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Joseph MARX (1882-1964)
Complete Orchestral Music - Volume 1
Symphonische Nachtmusik (Symphonic Night Music) (1922) [25:58]
Idylle - Concertino über die pastorale Quart (Concertino on the Pastoral Fourth) (1925) [14:49]
Eine Frühlingsmusik (Spring Music) (1925) [23:12]
Bochum Symphony Orchestra/Steven Sloane
rec. 2002, Maximilianpark, Hamm, Germany
NAXOS 8.573831 [64:20]

This lush and mostly un-Germanic music first appeared on ASV CDDCA1137 (review). Marx coasts around the same heartland as Franz Schmidt but is more sultry and impressionistic. He is in much the same firmament as Bantock in his Pagan Symphony and Bax in his Spring Fire, Nympholept and Fourth Symphony. Marx speaks the hieratic language of a nature ecstatic. Make no mistake, this is discursively rhapsodic, sunny, bold, soused in melody and eloquent with the voices of nature. Other tributaries flow into these works: Debussy, Delius, Korngold and Waxman; not that this music is particularly dramatic. Even so, you could be forgiven at times for imagining Bette Davis and Paul Henreid swimming into view. Marx's natural proclivity for "unendliche" lyricism is echoed into his starry and Klimt-like orchestral writing.

This sequence of three meaty, rhapsodic yet interlocked pieces makes up a single triptychal work: the slightly more than hour-long Natur-Trilogie. The Symphonische Nachtmusik was originally entitled Moonlit Night. Those words give you a more candid description of this piercingly indulgent music. The violins are prominent - both leading and luxuriating. A Daphnis-like splendour and Mediterranean opulence is in the ascendant. The middle piece, Idylle-Concertino is more sun-bathed idyll than concertino. Its romantic and, yes, generously garrulous ways are wreathed in birdsong. There's some gloriously aureate passages for the French horns (6:30-7:00) as also in another of his orchestral works, Feste im Herbst. Eine Frühlingsmusik occasionally leans on the example of Richard Strauss and of Franz Schmidt in his Second Symphony. Even so, Marx's demeanour and temperature in this piece has a concinnity with that heard in the other two 'panels'. The emphasis across the three is close kinship rather than contrast.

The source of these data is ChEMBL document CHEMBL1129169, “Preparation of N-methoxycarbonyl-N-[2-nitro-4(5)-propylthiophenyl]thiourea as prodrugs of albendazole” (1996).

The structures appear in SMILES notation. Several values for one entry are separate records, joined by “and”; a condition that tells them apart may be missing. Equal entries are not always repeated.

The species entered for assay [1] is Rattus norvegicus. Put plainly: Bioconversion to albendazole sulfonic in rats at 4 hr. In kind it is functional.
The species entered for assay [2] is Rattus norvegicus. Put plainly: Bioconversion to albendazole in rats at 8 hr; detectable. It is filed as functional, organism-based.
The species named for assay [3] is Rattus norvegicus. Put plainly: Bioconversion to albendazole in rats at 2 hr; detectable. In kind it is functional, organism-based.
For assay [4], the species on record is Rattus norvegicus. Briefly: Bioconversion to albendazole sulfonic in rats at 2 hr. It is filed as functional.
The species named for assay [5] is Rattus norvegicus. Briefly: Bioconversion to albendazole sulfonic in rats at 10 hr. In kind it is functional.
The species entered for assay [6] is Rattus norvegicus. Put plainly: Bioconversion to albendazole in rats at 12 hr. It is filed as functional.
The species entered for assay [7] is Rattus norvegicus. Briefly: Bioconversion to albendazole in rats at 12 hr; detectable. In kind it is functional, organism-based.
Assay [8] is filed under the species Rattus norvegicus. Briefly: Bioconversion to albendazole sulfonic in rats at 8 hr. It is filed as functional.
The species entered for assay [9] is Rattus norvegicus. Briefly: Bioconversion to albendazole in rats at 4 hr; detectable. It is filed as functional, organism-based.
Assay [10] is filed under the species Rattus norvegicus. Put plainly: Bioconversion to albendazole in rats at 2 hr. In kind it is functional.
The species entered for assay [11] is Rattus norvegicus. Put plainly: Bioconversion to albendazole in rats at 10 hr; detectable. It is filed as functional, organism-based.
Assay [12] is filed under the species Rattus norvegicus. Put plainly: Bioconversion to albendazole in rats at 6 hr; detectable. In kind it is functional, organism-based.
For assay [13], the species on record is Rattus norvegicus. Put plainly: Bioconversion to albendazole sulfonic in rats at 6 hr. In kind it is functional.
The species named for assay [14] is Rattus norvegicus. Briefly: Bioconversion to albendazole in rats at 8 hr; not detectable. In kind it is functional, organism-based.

The invaluable scene-setting notes in English and German are by Berkant Haydin and Martin Rucker. Mr Haydin has also produced an outstandingly thorough, clean and very useable Marx website.

Back in 2002 we did not have long to wait for the delightfully Respighian Castelli Romani (1929-30, for piano and orchestra) and the verdant Verklärtes Jahr (1930-32) the song-cycle for voice and orchestra. Naxos will surely have them awaiting release, rather like the migration of the symphonies of Lajtha and Moyzes from Marco Polo to Naxos. I should add that Hyperion were early in the field with Marx's Romantic Piano Concerto.

The shame is that ASV's Bochum/Steven Sloane team never reached Marx's Ein Herbstsymphonie which preceded Natur-Trilogie by a few years, This 70-minute Symphony was at last heard in the UK and in all its towering glory at the Royal Festival Hall last year with the LPO under Vladimir Jurowski.

Marx's impressionistic South German voice soaks into this music the quintessence of lyrical expression.
Rob Barnett



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